Breaking Bad is a series that’s getting a lot of rave reviews from US critics. Loosely speaking, it’s a dark comedy. At its centre is Walt, a high school chemistry teacher. In the pilot, he finds out he’s got lung cancer and the prospect of having to go into debt to pay for lengthy treatment convinces him to use his chemical knowledge to cook crystal meth. He manages to recruit Jesse, a minor drug dealer – and with Walt’s book smarts and Jesse’s street smarts they become unlikely ‘business partners’.
The pilot itself is perhaps a little misleading, as it highlights the comic potential of the show at the expense of the more dramatic and emotional elements that are utilised as the season goes on.
You see the deeper you get into the season, the more you realise this is a show about cancer. Yes, cancer: The impact it has on the sufferer, the impact it has on their family and friends, and how facing your own demise gives you a whole new set of priorities.
It’s difficult for me to think of a show that’s dealt with this theme so unflinchingly. It seems as though not even ten minutes can go by without Walt having a coughing fit: reminding the viewer this illness is something that’s always on the main character’s mind and something that’s impacting ever decision he’s making.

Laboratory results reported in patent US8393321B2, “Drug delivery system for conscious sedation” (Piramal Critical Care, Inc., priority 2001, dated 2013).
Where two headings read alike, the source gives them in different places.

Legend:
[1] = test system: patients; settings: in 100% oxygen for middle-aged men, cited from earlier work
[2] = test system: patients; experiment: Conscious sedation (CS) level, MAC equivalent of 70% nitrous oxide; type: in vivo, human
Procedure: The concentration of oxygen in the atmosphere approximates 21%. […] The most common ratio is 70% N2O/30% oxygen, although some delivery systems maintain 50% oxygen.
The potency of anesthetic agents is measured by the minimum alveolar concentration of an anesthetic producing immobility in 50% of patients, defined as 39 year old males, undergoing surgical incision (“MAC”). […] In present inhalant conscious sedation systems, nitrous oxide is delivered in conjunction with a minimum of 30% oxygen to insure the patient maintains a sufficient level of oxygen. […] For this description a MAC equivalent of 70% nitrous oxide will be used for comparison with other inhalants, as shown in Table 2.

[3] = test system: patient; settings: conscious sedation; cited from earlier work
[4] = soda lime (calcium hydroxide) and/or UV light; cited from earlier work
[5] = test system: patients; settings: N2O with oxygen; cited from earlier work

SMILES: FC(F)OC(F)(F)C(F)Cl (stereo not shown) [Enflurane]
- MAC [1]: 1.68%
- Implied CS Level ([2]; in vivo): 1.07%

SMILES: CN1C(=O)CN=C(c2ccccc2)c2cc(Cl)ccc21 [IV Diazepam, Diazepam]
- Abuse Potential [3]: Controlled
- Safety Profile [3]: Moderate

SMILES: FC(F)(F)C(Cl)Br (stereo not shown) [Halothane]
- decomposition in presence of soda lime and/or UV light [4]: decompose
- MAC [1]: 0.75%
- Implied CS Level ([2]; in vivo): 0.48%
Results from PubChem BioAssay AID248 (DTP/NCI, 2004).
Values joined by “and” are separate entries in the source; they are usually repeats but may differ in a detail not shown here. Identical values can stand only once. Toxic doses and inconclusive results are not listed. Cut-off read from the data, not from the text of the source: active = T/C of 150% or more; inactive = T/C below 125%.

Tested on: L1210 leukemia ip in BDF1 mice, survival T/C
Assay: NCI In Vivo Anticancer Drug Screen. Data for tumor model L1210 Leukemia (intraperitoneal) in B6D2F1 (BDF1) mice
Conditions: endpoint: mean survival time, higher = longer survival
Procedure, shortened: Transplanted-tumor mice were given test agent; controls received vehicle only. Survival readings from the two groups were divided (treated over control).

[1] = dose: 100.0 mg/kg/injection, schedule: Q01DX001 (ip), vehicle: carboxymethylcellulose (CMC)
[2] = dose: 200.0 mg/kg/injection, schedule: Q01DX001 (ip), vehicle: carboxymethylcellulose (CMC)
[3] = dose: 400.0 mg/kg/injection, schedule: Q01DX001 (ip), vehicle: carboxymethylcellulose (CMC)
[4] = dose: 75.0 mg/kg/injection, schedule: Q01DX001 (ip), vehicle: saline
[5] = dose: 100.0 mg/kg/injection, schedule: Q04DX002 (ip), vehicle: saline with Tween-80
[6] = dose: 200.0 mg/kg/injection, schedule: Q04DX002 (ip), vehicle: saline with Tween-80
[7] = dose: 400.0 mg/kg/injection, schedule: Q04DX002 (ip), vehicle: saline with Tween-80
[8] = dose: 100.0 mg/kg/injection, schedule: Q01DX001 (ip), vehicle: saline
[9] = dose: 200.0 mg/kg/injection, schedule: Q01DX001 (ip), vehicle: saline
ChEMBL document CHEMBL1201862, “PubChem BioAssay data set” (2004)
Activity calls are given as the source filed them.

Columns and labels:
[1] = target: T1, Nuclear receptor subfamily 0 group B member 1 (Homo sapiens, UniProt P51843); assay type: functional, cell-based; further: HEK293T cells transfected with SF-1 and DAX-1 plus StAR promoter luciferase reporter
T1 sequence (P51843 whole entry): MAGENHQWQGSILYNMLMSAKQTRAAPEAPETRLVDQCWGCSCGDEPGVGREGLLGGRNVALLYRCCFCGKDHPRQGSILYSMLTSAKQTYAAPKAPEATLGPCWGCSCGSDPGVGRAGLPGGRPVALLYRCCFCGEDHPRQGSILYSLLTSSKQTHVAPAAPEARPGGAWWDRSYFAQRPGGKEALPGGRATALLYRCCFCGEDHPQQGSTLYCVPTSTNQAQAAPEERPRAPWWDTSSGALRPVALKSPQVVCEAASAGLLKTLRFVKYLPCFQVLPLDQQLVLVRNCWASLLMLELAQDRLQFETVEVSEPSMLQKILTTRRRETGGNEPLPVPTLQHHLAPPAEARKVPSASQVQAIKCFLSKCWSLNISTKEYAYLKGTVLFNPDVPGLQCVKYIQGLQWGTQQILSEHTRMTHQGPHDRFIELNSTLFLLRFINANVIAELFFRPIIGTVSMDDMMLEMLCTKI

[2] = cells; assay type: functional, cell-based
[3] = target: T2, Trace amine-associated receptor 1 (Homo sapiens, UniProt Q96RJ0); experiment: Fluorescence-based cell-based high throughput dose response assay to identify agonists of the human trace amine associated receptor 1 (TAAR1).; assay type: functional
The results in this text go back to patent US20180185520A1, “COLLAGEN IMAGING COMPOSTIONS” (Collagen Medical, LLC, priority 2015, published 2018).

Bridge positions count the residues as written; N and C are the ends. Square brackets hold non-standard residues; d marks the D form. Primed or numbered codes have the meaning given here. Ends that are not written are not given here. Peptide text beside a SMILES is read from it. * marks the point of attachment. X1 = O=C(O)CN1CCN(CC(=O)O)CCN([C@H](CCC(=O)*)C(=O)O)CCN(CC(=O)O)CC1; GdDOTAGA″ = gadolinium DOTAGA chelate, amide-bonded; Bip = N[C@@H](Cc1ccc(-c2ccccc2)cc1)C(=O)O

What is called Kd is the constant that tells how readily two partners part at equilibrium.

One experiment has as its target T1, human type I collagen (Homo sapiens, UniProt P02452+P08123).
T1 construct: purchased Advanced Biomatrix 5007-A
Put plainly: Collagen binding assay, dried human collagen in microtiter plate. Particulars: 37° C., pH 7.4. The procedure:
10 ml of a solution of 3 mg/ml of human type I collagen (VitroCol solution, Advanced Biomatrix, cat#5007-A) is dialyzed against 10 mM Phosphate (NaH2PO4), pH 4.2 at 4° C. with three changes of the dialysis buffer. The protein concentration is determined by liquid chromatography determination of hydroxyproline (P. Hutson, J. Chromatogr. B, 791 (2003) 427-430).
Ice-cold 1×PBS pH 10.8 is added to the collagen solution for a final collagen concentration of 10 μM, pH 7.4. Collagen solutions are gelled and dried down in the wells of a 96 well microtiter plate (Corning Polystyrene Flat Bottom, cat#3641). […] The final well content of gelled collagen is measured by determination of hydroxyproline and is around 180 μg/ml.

The emotional truth of the piece is such that at times it’s difficult to watch. Such is the quality of the writing, you’ll sometimes feel uncomfortable listening to conversations: as they discuss the rights and wrongs of various types of treatments and the impact it has on each member of the family.
For these reasons it’s easy to see the necessity of the humour in the show. A lot of the funny comes for Walt’s perceived lack of long-term future. This means he will take risks and put himself in situations he would do his utmost to avoid. Whether that’s taking on teens bullying his son, blowing up cars or taking down rival drug dealers.
Alongside Walt is Jesse. A character who grows and develops a lot as the season progresses. Another theme of Breaking Bad is the American Dream. Jesse, when the series begins, is a waster: making money to feed his drug habit by cooking low-grade crystal meth.
However, after producing what’s now the best ‘product’ on the market, he finally has a chance to be successful at something. Part of the interesting dynamic between Jesse and Walt, who used to be student and teacher, is Walt’s constant pressure on Jesse to push himself further. Through doing something as bizarre as dealing drugs, we see him grow in confidence in himself, as he finds this is a market he knows plenty about and can make a lot of money from.
Aside from these two characters, the rest of the ensemble are incredibly well written. Characters that appear one note quickly grow and develop. The writers are experts at giving each of them a unique ‘voice’: so you can understand and sympathise with each of their points of view, without necessarily agreeing with their specific opinions.
The first season is only seven episodes long, so it requires very little commitment to see if it’s a show worth investing your time in. For me, it has been well worth the effort, since this is a show whose characters and world get under your skin in a way only the best television can.